Diana (Teresa Palmer) and Matthew  (Matthew Goode)  are hiding in time in the fascinating and treacherous world of Elizabethan London. Here, they must find a powerful witch teacher to help Diana control her magic and search for the elusive Book of Life.  Enemies are everywhere. The threat to witches is growing and Diana and Matthew’s romance faces a barrage of new threats--from within as much as without. They must overcome deep personal fears and jealousies, bearing their darkest secrets to one another if they are to stay alive, stay together, and find a way back to the present day.

Traces Season 1 (NR) 260 minutes

September 1, 2021

TRACES, Season 1 NEW (NR) A body buried in Dundee 18 years ago, a daughter left behind, a murder unsolved.  Emma Hedges (Molly Windsor) needs to find out what happened to her mum. With help from colleagues at the Scottish Institute of Forensic Science and Anatomy, she follows the trail of evidence. It leads her to a new love, old friends, and plunges her into a police investigation, a world of danger and deceit. Will Emma have the nerve to follow the evidence no matter where it takes her?

Masterpiece: US (PG-13) 230 minutes

September 1, 2021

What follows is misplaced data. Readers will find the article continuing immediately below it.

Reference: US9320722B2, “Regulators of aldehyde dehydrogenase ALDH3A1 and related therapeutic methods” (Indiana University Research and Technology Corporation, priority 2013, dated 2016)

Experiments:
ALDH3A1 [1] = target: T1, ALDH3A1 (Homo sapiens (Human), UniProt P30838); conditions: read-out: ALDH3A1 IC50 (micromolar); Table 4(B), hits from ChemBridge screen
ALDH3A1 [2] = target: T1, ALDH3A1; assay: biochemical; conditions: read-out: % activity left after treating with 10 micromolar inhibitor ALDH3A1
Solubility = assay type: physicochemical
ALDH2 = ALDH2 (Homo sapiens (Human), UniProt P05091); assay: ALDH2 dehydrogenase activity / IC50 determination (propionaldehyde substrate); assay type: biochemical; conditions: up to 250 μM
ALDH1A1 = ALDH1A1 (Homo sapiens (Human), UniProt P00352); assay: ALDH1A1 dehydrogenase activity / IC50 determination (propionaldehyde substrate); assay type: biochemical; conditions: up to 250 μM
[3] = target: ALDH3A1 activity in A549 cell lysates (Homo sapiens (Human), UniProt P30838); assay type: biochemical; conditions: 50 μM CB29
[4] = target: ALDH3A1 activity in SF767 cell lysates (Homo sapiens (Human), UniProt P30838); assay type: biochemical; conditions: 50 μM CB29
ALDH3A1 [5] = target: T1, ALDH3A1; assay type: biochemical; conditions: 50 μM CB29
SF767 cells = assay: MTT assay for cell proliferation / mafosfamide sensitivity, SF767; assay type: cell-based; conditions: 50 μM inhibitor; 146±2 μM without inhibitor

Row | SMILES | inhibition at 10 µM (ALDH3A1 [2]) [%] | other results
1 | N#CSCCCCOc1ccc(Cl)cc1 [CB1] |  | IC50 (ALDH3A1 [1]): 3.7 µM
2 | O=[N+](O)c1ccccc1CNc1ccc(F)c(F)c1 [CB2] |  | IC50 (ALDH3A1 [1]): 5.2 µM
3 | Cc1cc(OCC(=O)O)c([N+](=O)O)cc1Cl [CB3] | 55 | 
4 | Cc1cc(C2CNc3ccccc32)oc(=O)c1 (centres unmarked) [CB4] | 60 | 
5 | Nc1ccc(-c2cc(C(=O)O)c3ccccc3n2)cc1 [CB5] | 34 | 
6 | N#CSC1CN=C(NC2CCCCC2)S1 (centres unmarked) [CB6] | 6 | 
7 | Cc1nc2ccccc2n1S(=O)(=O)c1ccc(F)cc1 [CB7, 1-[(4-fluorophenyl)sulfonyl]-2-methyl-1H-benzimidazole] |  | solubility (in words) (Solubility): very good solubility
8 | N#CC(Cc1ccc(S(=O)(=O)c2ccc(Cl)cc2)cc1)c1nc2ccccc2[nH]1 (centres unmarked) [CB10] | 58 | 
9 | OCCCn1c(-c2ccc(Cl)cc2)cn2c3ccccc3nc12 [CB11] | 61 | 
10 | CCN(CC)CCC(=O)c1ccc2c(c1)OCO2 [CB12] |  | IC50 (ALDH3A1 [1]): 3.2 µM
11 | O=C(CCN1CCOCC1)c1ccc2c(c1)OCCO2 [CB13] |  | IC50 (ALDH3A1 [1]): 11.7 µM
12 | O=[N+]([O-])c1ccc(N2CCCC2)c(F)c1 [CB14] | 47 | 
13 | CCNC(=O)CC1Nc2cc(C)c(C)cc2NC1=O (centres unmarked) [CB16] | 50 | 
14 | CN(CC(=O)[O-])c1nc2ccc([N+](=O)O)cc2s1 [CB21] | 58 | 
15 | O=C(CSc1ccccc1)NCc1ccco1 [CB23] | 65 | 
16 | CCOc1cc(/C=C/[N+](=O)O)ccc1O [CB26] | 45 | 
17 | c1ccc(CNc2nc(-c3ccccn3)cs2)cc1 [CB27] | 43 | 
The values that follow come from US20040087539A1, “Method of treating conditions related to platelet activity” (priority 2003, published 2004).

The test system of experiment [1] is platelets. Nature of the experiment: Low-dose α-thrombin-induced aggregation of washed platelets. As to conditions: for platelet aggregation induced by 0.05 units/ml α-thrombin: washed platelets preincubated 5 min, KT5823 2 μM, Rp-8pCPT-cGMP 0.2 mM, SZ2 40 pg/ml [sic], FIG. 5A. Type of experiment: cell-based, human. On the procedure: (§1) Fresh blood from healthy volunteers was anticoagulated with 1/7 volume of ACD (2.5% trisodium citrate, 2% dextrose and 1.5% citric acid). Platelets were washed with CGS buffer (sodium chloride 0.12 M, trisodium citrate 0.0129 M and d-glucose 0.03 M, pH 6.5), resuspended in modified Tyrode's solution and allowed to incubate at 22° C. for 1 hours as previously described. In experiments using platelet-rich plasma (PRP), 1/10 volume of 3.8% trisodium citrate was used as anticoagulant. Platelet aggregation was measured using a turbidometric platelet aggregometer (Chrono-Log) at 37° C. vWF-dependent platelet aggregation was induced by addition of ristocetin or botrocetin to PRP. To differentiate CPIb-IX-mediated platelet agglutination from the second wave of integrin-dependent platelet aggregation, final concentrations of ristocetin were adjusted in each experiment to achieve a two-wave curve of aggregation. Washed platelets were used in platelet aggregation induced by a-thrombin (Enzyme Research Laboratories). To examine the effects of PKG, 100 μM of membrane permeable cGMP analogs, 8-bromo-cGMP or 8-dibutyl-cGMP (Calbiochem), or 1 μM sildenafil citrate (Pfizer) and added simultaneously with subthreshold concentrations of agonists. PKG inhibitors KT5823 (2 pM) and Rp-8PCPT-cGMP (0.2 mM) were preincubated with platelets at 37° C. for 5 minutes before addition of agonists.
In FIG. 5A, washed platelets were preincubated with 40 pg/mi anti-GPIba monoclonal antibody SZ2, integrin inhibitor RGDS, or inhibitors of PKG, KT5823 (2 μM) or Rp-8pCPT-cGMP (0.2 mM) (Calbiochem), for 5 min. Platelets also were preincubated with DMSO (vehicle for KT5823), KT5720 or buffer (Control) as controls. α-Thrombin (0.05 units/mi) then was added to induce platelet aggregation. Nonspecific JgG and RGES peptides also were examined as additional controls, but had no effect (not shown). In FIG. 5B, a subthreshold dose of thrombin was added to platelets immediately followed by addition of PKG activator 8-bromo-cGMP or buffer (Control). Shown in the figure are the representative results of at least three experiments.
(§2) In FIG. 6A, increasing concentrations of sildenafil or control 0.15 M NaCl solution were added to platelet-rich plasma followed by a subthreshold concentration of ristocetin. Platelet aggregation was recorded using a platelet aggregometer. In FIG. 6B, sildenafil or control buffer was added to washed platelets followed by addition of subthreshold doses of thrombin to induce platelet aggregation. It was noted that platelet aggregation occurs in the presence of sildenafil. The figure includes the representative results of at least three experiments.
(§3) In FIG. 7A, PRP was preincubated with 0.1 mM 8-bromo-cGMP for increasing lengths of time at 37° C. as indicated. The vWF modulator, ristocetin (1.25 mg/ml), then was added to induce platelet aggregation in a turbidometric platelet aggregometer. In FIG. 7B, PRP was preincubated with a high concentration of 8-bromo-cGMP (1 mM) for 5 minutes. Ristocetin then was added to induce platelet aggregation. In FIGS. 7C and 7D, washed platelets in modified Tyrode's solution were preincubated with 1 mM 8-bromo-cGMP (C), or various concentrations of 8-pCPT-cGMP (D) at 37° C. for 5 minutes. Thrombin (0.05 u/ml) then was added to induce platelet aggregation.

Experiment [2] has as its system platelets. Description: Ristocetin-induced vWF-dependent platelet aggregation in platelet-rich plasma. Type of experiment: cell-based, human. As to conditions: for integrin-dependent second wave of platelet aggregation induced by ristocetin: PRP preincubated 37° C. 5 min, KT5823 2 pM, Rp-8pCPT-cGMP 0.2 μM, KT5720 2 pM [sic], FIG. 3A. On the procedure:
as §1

MASTERPIECE: US NEW (PG-13)

The Petersen family (Hollander, Reeves, Taylor), are about to embark on their long-planned grand three-week summer vacation traveling through the continent. Connie has just told Douglas that she believes their marriage is over after twenty-four years as a couple as their son goes off to college. Douglas and Connie had always been a classic case of opposites attracting--with Connie wanting the trip to be one last bonding exercise for Douglas and Albie, Albie sees the trip as trying to do what he wants despite his father had planned it to the nth degree, Douglas sees it like three weeks to win Connie back, which he may or may not be aware also means finding that bond with Albie.

Defending Jacob Season 1 (NR) 400 minutes

September 1, 2021

DEFENDING JACOB, Season 1 NEW (NR) A gripping, character-driven thriller based on the 2012 New York Times best-selling novel of the same name, and starring Chris Evans, Michelle Dockery, Jaeden Martell, Cherry Jones, Pablo Schreiber, Betty Gabriel, and Sakina Jaffrey. The limited drama series unfolds around a shocking crime that rocks a small Massachusetts town and one family in particular, forcing an assistant district attorney to choose between his sworn duty to uphold justice and his unconditional love for his son.

Wisting Season 1 Foreign Language (NR) 452 minutes

September 1, 2021
WISTING, Season 1 NEW FOREIGN LANGUAGE (NR) NORWEGIAN & ENGLISH with English Subtitles